Strengthening Constitutional Self-Government

No Left Turns

Demography in America

Michael Barone does what he does best.

Discussions - 5 Comments

Barone: The result is that these Coastal Megalopolises are increasingly a two-tiered society, with large affluent populations happily contemplating (at least until recently) their rapidly rising housing values, and a large, mostly immigrant working class working at low wages and struggling to move up the economic ladder. The economic divide in New York and Los Angeles is starting to look like the economic divide in Mexico City and São Paulo.

Great! Well I for one can't wait to live in a first world country with third world economic stratification in the major cities. Cheap serfs for everyone! Let's pass that amnes.. er .. comprehensive immigration reform.

What's now in store is a shifting of political weight from a small Rust Belt which leans Democratic and from the much larger Coastal Megalopolises, where both secular top earners and immigrant low earners vote heavily Democratic, toward the Interior Megalopolises, where most voters are private-sector religious Republicans but where significant immigrant populations lean to the Democrats.


I am shocked! to discover that immigrants vote Democratic. Can somebody CC the leadership of the Stupid Party and let them in on the secret?

The Republican are writing their own death ticket. The question is, "Do they realize it?"

2: John, about the blindness of the GOP "suits" on immigration: These people contend that Hispanics and Asians are "natural Republicans" because they work hard and have family values. It's pretty meaningless. Unionized working-class whites often (not always) work hard, and often have strong family values too. The same can be said of many in the liberal cultural elite! Valuing one's family is much like valuing one's job, or one's car, or one's health -- or, for that matter, one's football team. It has no political and little cultural significance. Neither does "hard work." Working hard is simply functional behavior. It is not indicative of most other values, let alone of the rudiments of any given political vision. There is no reason why a firm believer in welfare statism wouldn't work hard, although it's true that many happen not to. "Hard-working," "love their families," and the like are simply pablum phrases that politicians -- GWB especially -- use to make themselves less objectionable to voters who might fear whatever ideas they have. In a badly fragmented society, they're also a way of pretending that we're really united.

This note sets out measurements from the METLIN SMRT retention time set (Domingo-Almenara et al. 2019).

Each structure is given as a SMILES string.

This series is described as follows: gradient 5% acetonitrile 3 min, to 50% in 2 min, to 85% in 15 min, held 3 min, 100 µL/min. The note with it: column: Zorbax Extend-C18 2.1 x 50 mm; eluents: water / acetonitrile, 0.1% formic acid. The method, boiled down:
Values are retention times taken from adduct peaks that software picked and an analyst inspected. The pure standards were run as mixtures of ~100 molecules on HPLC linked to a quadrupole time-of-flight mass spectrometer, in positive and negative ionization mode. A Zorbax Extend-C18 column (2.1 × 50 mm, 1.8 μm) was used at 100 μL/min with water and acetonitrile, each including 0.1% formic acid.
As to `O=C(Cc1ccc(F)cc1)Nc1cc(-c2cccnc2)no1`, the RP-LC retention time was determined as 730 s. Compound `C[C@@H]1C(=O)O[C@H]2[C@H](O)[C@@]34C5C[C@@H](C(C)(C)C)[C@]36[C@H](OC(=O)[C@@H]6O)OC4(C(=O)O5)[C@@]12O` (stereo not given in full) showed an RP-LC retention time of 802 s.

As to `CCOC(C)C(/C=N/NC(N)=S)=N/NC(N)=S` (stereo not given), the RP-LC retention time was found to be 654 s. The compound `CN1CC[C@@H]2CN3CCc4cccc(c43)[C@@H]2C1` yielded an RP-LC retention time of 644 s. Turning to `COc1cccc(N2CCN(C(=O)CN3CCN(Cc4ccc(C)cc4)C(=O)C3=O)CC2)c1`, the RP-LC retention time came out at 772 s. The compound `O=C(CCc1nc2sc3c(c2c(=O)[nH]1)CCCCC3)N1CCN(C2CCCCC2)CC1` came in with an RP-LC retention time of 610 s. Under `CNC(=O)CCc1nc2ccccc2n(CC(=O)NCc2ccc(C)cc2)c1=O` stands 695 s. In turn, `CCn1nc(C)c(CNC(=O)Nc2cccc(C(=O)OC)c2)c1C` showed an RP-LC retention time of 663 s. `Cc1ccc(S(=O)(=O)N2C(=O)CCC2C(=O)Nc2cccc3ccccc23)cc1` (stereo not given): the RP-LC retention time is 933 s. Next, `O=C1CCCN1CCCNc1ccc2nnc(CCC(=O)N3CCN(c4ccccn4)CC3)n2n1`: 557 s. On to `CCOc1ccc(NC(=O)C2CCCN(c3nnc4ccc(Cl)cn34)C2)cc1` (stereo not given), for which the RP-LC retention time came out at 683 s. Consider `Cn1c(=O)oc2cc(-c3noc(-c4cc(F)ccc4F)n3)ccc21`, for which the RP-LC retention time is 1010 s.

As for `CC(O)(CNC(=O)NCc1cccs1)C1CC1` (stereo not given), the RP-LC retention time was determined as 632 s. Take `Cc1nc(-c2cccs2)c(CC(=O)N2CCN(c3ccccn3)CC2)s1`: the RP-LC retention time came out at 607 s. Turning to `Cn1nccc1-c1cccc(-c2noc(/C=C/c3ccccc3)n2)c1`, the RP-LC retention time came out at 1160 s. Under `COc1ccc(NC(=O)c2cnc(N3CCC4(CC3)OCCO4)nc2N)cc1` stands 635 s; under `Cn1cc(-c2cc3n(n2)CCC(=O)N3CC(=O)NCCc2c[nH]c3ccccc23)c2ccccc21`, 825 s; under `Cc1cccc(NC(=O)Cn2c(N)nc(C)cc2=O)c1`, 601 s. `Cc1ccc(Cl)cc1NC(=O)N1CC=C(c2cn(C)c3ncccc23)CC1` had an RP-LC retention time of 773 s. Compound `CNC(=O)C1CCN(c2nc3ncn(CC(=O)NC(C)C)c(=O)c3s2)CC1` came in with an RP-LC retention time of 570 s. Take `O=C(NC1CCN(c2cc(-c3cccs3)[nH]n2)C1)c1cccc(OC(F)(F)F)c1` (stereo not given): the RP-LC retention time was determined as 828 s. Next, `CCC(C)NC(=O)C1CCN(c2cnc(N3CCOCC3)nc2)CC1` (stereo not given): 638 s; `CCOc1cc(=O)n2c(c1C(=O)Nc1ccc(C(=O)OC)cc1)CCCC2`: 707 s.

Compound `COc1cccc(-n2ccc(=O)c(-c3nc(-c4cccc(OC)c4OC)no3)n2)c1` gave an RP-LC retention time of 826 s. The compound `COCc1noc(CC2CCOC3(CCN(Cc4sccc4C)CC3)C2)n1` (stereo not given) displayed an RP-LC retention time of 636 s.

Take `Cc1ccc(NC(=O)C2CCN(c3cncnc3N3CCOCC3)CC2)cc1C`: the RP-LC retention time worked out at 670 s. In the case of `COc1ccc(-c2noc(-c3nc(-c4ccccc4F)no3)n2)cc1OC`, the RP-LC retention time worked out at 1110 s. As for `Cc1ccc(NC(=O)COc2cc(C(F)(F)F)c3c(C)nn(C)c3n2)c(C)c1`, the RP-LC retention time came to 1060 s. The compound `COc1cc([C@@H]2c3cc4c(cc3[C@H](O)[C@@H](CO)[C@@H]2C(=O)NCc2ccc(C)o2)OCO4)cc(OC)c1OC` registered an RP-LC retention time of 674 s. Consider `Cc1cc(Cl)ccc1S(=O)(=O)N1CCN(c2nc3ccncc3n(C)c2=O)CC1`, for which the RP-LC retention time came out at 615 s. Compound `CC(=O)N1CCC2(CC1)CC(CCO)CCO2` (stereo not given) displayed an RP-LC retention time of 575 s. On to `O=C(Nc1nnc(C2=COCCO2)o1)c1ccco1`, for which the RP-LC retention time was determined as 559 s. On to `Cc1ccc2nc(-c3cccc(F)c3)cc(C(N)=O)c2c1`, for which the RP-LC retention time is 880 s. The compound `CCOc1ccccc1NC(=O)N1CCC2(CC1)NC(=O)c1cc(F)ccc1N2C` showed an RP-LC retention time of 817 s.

Politicians who rely in such phrases are walking on eggshells, not communicating anything real.

In the case of Hispanics, "family values" does not even translate into lower rates of illegitimacy, etc., nor does "hard-working" translate into belief in limited government, or even a notably serious approach to education -- look at the dropout rates.
Even Hispanics who are in some sense socially conservative -- e.g., pro-life -- don't necessarily vote that way, nor would they necessarily vote that way if they knew that the Barbara Boxers and the Schmuck Schumers are 100 percent pro-choicers.

This kind of sentimentalist talk has been rightly dismissed as "refried Emma Lazarus." Many people project a 100-year-old, and perhaps idealized, image or memory of their own immigrant ancestors onto the mass of today's immigrants. It's nice, but wrong intellectually for several reasons. Those reasons have as much to do with the nature of today's American society as with the statistical patterns among (I don't say: the nature of) today's immigrants.

When a politician uses these themes more than he needs to, it's a pretty good indication that he doesn't understand the immigration crisis, or the assimilation crisis. And that's probably still the large majority of politicians, even in the GOP.

Good analysis by Barone, with one large hole. Regions don't vote. People do. To say that Republican regions or states are gaining votes, while Democratic ones are losing, begs this question: Are those regions remaining as Republican as they have been? For instance, political trends in growing Colorado and growing Nevada, and to some extent in growing Arizona, actually seem to be against the GOP,
as traditional "Westerners" are swamped by Californians and Hispanics.
I suspect we can't even count on growing Texas, let alone Florida, in the long run. While it's nice that New York is continuing to lose electoral votes, that means it's also losing House seats, and if those House seats are in relatively Republican upstate New York, as I suspect they are, does that really help us? What of the non-trendy red states that are also experiencing relative population loss?
(In fairness, Barone does allude to the latter point, but he doesn't make much of it.)

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